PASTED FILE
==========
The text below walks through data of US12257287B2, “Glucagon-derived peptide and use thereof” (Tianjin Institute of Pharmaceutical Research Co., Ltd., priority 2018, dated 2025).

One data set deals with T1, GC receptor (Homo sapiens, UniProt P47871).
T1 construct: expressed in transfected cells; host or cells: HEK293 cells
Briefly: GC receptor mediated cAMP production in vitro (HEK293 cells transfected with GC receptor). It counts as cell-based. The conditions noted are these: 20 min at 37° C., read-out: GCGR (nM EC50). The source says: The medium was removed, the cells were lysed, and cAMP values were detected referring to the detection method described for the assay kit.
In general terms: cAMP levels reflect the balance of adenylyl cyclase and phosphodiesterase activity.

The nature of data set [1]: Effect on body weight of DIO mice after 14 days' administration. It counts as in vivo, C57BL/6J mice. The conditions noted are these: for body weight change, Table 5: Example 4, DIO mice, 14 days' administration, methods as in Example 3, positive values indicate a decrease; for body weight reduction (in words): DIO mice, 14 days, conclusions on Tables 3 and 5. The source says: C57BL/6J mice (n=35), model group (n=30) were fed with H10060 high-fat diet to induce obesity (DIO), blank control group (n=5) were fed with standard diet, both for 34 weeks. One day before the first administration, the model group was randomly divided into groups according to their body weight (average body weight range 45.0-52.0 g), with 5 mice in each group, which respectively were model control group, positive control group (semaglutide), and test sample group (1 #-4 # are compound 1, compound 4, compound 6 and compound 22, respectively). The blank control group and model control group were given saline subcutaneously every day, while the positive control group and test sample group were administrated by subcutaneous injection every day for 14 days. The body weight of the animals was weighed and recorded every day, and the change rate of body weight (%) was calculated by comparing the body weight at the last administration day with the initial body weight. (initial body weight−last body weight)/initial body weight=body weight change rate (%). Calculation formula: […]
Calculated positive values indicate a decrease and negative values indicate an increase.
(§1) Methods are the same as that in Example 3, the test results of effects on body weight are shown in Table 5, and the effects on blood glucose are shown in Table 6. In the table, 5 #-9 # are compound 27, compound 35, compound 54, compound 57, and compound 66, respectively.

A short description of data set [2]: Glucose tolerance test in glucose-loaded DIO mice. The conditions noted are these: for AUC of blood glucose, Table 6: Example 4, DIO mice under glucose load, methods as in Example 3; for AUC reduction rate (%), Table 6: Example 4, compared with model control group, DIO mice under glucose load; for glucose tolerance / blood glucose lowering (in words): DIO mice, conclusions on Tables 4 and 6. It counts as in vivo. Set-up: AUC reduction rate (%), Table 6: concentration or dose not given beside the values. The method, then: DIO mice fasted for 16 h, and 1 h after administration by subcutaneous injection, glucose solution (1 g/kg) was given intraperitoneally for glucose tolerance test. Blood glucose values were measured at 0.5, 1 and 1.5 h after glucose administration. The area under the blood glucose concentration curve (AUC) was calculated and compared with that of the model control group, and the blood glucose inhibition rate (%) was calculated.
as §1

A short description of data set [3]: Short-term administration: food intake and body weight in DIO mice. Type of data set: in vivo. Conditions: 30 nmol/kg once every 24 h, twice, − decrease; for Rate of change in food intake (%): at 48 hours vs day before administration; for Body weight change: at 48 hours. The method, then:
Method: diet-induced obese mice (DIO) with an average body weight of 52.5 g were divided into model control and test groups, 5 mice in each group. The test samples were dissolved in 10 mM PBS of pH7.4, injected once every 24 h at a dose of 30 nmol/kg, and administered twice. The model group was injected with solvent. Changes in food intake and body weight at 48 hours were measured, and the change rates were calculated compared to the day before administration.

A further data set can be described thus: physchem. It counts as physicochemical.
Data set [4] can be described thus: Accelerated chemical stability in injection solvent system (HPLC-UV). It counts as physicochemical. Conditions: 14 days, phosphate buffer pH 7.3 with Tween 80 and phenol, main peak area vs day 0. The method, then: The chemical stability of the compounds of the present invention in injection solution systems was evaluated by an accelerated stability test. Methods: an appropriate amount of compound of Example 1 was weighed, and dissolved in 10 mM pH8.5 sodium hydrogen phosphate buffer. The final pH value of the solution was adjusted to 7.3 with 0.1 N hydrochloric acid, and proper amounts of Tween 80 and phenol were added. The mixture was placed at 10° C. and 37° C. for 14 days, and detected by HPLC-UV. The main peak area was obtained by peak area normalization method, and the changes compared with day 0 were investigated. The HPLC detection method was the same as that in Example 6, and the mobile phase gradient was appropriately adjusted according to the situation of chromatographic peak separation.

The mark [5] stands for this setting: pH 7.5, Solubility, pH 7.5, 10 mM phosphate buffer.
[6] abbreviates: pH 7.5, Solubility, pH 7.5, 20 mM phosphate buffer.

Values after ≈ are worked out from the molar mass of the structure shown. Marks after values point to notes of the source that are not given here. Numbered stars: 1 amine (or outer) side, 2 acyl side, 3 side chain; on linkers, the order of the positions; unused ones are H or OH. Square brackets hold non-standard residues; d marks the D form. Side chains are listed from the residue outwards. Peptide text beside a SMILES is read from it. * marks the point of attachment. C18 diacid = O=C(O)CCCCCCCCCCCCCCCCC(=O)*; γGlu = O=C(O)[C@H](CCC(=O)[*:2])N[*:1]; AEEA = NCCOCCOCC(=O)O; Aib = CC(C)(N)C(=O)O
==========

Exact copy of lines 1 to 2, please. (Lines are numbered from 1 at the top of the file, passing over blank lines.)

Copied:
The text below walks through data of US12257287B2, “Glucagon-derived peptide and use thereof” (Tianjin Institute of Pharmaceutical Research Co., Ltd., priority 2018, dated 2025).

One data set deals with T1, GC receptor (Homo sapiens, UniProt P47871).